Secondly the assembly is different because it has a Breaking of Bread Service every week.

The term “first day of the week” takes on a peculiar meaning in the New Testament. The first time it is used is in relation to the resurrection (Matt. 28:1). The next time is in the Book of Acts where we read that the disciples came together to break bread on the first day of the week (Acts 20:7). Again it is used where Paul exhorts the Christians to lay aside as the Lord has prospered them, and to present their offering on the first day of the week so that there would be no special offerings when he arrived (1 Cor. 16:2).

In the first we have the foundation of our gathering, in the second, the fact of our gathering and in the third, the fruits of our gathering.

In the New Testament the “Lord’s Supper” became the centre of the whole activity of the local church. In 1 Corinthians 10, there may be a key to help us understand the reason for this. There are three tables mentioned in 1 Corinthians 10 and 11, namely: the Jewish table, the demon’s table, the Lord’s Table.

When a person sat at the Jew’s table it signified his identification with the Jewish system; likewise when he sat at the table of demon sit meant that he was identified with them. Hence, when a Christian partook of the Lord’s supper as he sat at the Lord’s table he was, in a sense, saying, “By this act I am showing that I am identified with Christ in His death, burial and resurrection.” This continued display of the fidelity of the early Church kept the fires of persecution burning and yet was the means of causing the Church to grow.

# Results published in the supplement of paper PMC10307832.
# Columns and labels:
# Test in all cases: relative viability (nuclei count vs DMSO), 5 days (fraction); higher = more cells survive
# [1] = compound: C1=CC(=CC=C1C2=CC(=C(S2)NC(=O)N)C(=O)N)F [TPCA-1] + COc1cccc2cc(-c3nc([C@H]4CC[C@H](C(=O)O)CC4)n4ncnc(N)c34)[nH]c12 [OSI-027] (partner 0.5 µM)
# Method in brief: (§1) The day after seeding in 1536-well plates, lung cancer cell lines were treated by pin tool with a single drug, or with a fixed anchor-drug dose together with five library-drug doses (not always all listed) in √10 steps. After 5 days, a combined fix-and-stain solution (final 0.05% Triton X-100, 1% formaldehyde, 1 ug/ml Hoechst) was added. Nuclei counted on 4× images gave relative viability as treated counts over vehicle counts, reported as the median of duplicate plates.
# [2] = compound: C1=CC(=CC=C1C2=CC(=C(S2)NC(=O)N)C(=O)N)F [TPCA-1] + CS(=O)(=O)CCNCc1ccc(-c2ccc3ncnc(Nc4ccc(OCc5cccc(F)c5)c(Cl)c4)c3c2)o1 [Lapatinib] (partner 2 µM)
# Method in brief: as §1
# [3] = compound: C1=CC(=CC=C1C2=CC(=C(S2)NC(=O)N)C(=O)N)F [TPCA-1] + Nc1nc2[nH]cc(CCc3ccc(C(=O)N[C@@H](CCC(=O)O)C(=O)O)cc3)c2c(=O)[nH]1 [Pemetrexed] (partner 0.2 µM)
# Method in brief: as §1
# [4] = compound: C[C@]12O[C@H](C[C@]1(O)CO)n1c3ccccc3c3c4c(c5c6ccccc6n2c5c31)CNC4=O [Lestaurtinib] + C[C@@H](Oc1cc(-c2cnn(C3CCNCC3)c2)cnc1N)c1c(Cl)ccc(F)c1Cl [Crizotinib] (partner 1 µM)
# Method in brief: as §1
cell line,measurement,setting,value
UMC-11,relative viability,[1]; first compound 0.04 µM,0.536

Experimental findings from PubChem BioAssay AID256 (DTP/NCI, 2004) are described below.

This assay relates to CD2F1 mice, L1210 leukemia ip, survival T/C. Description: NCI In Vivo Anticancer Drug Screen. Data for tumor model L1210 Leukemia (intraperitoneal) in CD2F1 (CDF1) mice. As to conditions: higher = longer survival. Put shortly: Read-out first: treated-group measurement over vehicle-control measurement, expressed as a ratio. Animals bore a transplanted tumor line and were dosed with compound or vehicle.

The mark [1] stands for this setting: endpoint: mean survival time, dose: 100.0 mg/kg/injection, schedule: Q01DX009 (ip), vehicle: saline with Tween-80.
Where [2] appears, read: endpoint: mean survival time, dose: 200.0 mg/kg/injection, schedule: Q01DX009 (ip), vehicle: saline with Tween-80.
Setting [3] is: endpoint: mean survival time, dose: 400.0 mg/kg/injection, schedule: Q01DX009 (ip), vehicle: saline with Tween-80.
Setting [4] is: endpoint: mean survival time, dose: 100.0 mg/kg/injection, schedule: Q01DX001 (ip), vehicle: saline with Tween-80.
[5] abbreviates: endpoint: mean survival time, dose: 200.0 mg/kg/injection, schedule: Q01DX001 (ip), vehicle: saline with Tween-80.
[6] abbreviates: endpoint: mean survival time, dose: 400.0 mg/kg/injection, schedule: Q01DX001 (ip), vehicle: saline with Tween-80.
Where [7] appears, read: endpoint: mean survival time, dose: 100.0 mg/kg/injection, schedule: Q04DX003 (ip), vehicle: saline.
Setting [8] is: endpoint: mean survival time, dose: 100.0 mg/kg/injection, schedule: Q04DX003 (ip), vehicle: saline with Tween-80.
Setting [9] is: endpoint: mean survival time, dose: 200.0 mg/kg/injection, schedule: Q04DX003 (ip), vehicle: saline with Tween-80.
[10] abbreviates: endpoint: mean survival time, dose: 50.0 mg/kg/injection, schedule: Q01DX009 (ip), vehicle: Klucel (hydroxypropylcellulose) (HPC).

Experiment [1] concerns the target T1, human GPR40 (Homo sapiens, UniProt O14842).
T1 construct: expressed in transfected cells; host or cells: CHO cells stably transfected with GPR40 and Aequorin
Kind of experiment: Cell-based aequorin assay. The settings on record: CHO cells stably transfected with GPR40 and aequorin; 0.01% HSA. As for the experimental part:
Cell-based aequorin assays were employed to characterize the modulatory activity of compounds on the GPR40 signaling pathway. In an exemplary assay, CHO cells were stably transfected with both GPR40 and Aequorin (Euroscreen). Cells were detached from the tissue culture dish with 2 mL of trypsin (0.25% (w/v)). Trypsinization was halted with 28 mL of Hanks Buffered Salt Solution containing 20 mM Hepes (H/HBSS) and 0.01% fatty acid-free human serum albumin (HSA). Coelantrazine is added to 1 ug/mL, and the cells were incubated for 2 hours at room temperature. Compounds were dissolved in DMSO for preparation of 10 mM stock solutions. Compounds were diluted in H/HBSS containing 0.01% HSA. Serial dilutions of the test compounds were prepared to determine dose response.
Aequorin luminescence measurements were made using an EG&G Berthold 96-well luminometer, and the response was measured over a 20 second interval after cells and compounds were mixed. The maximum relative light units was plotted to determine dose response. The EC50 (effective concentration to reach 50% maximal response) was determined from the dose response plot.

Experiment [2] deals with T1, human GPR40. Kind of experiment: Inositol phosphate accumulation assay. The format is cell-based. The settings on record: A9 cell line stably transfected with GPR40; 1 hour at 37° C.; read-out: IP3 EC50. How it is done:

Today the greatest protection the assembly has against the inroads of Modernism is this simple feast.

Another comment may be made particularly to young men. Never let Christian service take precedence over the privilege of remembering the Lord Jesus. Service, important though it may be, is always secondary to worship in the Word of God. In the very shadow of the Cross the Lord Jesus said, “This do in remembrance of Me.”

Thirdly, each assembly is an entity responsible only to the Lord Himself.

There is no organization which governs what we believe, how we are to function or to whom we must account. Each assembly is responsible to God for its own activities. The local church is, both in its doctrines, functions and activity, a miniature of the Church Universal. It cannot, because of this fact, in any way contradict the principles governing the Church Universal. The Universal Church is described in the New Testament as a Body and Christ is the Head. So it is with the local church; He is the Head and we are responsible to Him alone for our activities.

Acts 20:28 reminds us that the appointment of overseers is made by the Holy Ghost. Inferred in this appointment is the fact that elders are responsible to Him alone for their actions. Hebrews 13:17 states that the elders must give an account of their stewardship of the people of God. To whom? To a divisional synod? To a local diocese? No! They must give account at the Judgment Seat of Christ to Him who stands in the midst of the churches, to Him who is the Alpha and Omega, to Him who loved us and gave Himself for us.